The ambivalence that I and many on the left feel toward Christopher Hitchens is perhaps best summed up in this post by a reader of the Guardian (UK)'s books blog:
"Hitch is a pretty amazing character. His output is immense, his commitment unwavering and he should be applauded for this and held in high regard. I really like the guy.
He's also clearly a massive, massive twat. Anyone who genuinely thinks he is a good person needs to have his head examined.
If Hitch was given the slightest whiff of power, we'd all be his underslaves while a host of elected 'worthies' including Dawko, McEwen, Rushdie and Stephen Fry fed each other grapes, composed atonal music and played with each others balls.
Does anyone else think he should change the record too? He's delivering the same lines over and over again. I've heard the North Korea gag a thousand times over. And the Hubble telescope nonsense. Yeah, I've seen the pictures too. They're kinda shit. Not a patch on the wonder of Jurassic Park.
PS His literary criticism is cracking by the way. Stick to that."
My own view is that Hitchens is a knowledgeable political analyst, a talented writer and a wonderful polemicist who has been unfortunately mistaken for a public intellectual. (It's an easy mistake to make in America, a country without an intelligentsia. We have a professoriat, which is a different and much tamer animal.) I admire the passionate energy of Hitchens's polemics against religion, Kissinger, etc. while deploring his support of the Iraq War and his recent cosiness with the neocon right. (I essentially agree with him on Afghanistan, though...) Anyone with an interest in the man or his work should read this cover story from the May 2008 issue of the British magazine Prospect, which elucidates Hitchens's thought processes better than anything else I've read.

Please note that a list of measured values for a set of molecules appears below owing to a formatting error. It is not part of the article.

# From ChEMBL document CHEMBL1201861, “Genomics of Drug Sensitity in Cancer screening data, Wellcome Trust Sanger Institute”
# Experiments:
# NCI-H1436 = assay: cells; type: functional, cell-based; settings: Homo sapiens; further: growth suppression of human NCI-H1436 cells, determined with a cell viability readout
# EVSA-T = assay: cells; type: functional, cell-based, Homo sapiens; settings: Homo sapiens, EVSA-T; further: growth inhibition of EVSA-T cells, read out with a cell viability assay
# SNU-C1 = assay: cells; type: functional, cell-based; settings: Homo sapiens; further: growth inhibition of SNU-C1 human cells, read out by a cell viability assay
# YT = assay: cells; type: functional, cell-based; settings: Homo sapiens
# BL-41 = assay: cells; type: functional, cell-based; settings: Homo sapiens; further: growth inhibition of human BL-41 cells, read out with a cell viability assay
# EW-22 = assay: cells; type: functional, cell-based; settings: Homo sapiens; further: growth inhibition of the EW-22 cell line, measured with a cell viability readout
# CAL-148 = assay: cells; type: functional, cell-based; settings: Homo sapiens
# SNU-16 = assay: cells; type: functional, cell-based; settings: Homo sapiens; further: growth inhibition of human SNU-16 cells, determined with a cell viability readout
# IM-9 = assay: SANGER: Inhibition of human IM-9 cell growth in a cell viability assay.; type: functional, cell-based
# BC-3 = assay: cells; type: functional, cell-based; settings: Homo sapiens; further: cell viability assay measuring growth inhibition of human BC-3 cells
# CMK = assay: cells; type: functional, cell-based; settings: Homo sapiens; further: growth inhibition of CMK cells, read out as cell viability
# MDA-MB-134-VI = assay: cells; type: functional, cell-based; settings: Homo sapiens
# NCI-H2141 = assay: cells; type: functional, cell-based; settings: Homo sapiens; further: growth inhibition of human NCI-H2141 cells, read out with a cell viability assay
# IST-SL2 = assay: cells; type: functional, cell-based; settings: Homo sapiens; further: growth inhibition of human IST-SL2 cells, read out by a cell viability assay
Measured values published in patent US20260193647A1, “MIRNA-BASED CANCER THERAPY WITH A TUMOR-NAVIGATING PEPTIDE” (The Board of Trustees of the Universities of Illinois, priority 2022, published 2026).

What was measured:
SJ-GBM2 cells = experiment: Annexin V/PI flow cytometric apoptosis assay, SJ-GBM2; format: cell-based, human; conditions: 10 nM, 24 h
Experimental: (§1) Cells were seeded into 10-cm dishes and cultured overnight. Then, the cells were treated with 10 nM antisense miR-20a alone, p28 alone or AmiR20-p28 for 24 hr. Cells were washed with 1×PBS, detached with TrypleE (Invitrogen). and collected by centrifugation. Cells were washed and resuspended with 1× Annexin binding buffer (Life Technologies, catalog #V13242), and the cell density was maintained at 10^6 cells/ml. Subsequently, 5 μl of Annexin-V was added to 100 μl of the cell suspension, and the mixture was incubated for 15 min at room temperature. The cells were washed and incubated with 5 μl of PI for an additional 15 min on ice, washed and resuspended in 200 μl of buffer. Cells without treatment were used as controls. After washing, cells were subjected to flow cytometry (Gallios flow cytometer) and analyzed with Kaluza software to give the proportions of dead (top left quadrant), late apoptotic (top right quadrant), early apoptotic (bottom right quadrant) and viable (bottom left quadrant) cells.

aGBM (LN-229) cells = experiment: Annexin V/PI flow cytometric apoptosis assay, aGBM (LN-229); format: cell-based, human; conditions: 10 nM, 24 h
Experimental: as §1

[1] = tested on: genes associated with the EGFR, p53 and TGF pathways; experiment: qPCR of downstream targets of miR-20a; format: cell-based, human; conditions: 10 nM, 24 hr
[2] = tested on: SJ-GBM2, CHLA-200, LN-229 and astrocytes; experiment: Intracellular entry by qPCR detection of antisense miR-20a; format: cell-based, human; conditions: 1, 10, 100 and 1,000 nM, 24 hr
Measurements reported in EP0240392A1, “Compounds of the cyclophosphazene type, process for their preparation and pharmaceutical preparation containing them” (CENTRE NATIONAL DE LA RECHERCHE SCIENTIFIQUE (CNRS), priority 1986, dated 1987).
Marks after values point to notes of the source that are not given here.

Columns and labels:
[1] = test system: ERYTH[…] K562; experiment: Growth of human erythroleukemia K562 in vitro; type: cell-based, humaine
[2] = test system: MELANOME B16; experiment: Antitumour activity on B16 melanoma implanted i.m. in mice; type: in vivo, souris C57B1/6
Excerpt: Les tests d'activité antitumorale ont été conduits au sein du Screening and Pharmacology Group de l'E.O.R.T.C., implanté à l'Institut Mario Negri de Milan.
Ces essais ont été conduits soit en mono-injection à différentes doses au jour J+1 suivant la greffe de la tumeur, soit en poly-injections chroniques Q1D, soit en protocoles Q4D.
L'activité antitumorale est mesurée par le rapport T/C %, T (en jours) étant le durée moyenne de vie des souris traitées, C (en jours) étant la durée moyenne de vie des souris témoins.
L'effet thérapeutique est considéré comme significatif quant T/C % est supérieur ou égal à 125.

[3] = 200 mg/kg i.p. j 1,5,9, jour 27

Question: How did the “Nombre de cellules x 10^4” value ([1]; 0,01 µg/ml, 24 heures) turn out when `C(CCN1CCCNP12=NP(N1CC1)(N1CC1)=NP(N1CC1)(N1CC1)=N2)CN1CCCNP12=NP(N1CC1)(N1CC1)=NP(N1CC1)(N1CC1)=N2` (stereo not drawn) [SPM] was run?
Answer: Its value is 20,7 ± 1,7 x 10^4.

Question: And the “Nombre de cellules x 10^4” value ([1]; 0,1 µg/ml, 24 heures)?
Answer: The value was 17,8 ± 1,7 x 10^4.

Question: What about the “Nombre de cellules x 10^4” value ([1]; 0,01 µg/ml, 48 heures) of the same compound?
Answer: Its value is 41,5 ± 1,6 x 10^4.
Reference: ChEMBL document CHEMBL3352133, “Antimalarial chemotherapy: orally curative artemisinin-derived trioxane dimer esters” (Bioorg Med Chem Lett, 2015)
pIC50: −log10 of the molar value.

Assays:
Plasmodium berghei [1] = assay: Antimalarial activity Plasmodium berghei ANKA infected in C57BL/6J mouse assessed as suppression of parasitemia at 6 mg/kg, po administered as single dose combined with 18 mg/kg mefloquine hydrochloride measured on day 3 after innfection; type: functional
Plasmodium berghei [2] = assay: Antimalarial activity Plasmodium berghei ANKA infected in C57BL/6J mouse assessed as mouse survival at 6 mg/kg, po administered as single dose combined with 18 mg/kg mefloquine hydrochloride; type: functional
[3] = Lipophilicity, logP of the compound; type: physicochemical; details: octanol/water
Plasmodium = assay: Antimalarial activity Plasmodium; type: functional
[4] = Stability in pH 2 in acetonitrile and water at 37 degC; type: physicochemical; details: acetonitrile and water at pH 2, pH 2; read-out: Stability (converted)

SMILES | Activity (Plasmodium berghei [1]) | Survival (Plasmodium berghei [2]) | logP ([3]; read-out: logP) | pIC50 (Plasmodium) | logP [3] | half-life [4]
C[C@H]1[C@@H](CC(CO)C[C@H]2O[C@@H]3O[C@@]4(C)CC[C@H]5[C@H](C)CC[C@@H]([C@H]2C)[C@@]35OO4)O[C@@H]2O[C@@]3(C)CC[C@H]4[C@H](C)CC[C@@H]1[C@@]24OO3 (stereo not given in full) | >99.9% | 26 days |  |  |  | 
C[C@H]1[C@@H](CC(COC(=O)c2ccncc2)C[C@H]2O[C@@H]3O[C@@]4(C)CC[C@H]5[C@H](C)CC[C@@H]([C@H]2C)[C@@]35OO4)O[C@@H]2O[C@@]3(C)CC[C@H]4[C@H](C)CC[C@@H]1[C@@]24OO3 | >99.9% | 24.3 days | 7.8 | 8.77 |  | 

And I suppose I should eventually get around to the stated subject of this post. Unacknowledged Legislation is the unwieldy Shelleyan title for a grab bag of Hitchens's literary criticism from the 1990s. There are some good pieces here on Wilde, Raymond Williams, Anthony Powell, Kipling, Martin Amis, Patrick O'Brian's Aubrey-Maturin books, etc., but the collection's greatest joys come (as one would expect) when Hitchens unloads mercilessly on a more or less deserving target of his wrath. The Reagan-worshipping Tom Clancy and the self-worshipping Tom Wolfe receive devastating bombardments, but the most furious polemical barrage is reserved for the egregious Norman Podhoretz. A high-point is Hitchens's casually parenthetical reference to "the engulfing, mandible-destroying blowjob that [Podhoretz] would...bestow on Ronald Reagan." And yet, even as I enjoyed this evisceration of Old Poddy I reflected that Hitchens's imagery had been rendered fatally ironic by his own later performance of the same service upon the corpus of George W. Bush. (Anyone who doubts the abjectness of Hitchens's period as an apologist for the Bush administration need only view a tape of Hitch's New York debate with George Galloway, during which he defended even the administration's response to Hurricane Katrina.) Near the beginning of his piece on Isaiah Berlin, as he considers Berlin's support of the Vietnam War, Hitchens writes of hawkishness as "the most lethal temptation to which the contemplative can fall victim." I'm surely not alone in wishing that Hitch had been more contemplative on the issue of Iraq.